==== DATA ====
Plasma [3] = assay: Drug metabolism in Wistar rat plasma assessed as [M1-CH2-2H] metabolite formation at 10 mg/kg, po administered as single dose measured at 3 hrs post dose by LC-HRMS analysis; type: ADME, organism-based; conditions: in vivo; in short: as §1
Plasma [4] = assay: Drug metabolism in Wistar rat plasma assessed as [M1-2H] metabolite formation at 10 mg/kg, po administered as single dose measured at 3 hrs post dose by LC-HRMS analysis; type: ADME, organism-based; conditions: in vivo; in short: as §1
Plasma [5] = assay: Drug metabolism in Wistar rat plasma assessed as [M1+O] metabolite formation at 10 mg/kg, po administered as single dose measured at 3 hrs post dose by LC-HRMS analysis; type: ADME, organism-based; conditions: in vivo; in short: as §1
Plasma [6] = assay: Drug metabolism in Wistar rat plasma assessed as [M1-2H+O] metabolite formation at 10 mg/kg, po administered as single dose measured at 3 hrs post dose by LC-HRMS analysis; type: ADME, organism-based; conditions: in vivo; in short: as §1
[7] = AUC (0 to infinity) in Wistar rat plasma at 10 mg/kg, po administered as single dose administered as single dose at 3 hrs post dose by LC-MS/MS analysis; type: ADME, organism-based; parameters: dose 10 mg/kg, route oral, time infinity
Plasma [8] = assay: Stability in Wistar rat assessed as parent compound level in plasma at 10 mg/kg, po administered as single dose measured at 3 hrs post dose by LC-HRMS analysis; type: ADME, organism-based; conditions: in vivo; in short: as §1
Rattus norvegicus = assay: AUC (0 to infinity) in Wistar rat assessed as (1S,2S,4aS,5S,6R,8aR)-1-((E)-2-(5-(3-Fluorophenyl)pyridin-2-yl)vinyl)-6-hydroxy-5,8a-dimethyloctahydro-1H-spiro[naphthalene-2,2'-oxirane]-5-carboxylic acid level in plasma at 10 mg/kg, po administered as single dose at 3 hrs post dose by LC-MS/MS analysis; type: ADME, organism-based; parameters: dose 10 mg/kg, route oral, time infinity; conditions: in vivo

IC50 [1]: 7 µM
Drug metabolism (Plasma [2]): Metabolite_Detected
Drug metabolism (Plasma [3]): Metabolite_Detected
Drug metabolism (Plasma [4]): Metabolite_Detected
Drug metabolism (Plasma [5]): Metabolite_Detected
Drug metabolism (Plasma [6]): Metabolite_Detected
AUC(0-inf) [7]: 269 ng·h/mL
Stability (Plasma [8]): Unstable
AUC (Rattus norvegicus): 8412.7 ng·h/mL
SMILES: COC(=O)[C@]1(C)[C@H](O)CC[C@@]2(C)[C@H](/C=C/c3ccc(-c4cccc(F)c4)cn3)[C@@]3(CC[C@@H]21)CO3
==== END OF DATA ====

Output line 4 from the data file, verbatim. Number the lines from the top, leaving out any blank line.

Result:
Plasma [6] = assay: Drug metabolism in Wistar rat plasma assessed as [M1-2H+O] metabolite formation at 10 mg/kg, po administered as single dose measured at 3 hrs post dose by LC-HRMS analysis; type: ADME, organism-based; conditions: in vivo; in short: as §1